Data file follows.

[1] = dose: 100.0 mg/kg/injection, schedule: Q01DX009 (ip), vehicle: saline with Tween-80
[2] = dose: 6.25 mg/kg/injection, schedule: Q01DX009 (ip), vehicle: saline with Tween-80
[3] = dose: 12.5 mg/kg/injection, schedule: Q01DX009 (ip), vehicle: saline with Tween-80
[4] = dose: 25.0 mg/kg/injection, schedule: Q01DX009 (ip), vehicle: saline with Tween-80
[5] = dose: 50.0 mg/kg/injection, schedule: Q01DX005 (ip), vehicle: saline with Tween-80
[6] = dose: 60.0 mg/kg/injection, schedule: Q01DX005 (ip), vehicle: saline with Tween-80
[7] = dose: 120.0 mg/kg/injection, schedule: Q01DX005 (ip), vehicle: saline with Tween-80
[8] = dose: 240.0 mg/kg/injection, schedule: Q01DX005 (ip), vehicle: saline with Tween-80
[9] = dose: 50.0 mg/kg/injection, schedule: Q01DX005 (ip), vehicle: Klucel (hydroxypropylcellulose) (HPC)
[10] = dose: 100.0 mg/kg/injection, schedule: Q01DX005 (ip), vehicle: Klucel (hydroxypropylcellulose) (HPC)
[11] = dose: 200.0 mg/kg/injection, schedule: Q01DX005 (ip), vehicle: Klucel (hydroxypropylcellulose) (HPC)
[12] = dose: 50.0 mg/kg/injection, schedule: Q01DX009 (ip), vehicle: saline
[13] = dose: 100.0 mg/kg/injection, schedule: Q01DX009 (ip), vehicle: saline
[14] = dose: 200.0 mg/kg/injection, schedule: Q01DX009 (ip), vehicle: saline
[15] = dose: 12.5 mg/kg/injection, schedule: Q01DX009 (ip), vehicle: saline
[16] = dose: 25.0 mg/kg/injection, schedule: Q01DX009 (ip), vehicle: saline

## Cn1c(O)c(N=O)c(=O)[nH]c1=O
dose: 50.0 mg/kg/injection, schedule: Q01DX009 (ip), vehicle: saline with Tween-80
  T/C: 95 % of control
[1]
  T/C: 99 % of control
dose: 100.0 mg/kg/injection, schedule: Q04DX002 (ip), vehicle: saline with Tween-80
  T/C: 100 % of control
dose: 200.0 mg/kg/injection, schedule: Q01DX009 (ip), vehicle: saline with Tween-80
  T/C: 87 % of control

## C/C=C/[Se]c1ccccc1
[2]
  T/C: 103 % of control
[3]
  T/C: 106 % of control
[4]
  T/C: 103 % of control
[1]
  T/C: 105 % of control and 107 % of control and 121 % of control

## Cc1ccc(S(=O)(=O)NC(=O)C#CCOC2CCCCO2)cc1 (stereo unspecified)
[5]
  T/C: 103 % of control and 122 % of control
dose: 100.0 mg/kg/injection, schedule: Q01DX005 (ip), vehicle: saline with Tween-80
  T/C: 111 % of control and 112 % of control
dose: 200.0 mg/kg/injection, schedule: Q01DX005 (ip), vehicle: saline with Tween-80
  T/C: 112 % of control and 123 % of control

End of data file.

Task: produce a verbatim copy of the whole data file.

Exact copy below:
[1] = dose: 100.0 mg/kg/injection, schedule: Q01DX009 (ip), vehicle: saline with Tween-80
[2] = dose: 6.25 mg/kg/injection, schedule: Q01DX009 (ip), vehicle: saline with Tween-80
[3] = dose: 12.5 mg/kg/injection, schedule: Q01DX009 (ip), vehicle: saline with Tween-80
[4] = dose: 25.0 mg/kg/injection, schedule: Q01DX009 (ip), vehicle: saline with Tween-80
[5] = dose: 50.0 mg/kg/injection, schedule: Q01DX005 (ip), vehicle: saline with Tween-80
[6] = dose: 60.0 mg/kg/injection, schedule: Q01DX005 (ip), vehicle: saline with Tween-80
[7] = dose: 120.0 mg/kg/injection, schedule: Q01DX005 (ip), vehicle: saline with Tween-80
[8] = dose: 240.0 mg/kg/injection, schedule: Q01DX005 (ip), vehicle: saline with Tween-80
[9] = dose: 50.0 mg/kg/injection, schedule: Q01DX005 (ip), vehicle: Klucel (hydroxypropylcellulose) (HPC)
[10] = dose: 100.0 mg/kg/injection, schedule: Q01DX005 (ip), vehicle: Klucel (hydroxypropylcellulose) (HPC)
[11] = dose: 200.0 mg/kg/injection, schedule: Q01DX005 (ip), vehicle: Klucel (hydroxypropylcellulose) (HPC)
[12] = dose: 50.0 mg/kg/injection, schedule: Q01DX009 (ip), vehicle: saline
[13] = dose: 100.0 mg/kg/injection, schedule: Q01DX009 (ip), vehicle: saline
[14] = dose: 200.0 mg/kg/injection, schedule: Q01DX009 (ip), vehicle: saline
[15] = dose: 12.5 mg/kg/injection, schedule: Q01DX009 (ip), vehicle: saline
[16] = dose: 25.0 mg/kg/injection, schedule: Q01DX009 (ip), vehicle: saline

## Cn1c(O)c(N=O)c(=O)[nH]c1=O
dose: 50.0 mg/kg/injection, schedule: Q01DX009 (ip), vehicle: saline with Tween-80
  T/C: 95 % of control
[1]
  T/C: 99 % of control
dose: 100.0 mg/kg/injection, schedule: Q04DX002 (ip), vehicle: saline with Tween-80
  T/C: 100 % of control
dose: 200.0 mg/kg/injection, schedule: Q01DX009 (ip), vehicle: saline with Tween-80
  T/C: 87 % of control

## C/C=C/[Se]c1ccccc1
[2]
  T/C: 103 % of control
[3]
  T/C: 106 % of control
[4]
  T/C: 103 % of control
[1]
  T/C: 105 % of control and 107 % of control and 121 % of control

## Cc1ccc(S(=O)(=O)NC(=O)C#CCOC2CCCCO2)cc1 (stereo unspecified)
[5]
  T/C: 103 % of control and 122 % of control
dose: 100.0 mg/kg/injection, schedule: Q01DX005 (ip), vehicle: saline with Tween-80
  T/C: 111 % of control and 112 % of control
dose: 200.0 mg/kg/injection, schedule: Q01DX005 (ip), vehicle: saline with Tween-80
  T/C: 112 % of control and 123 % of control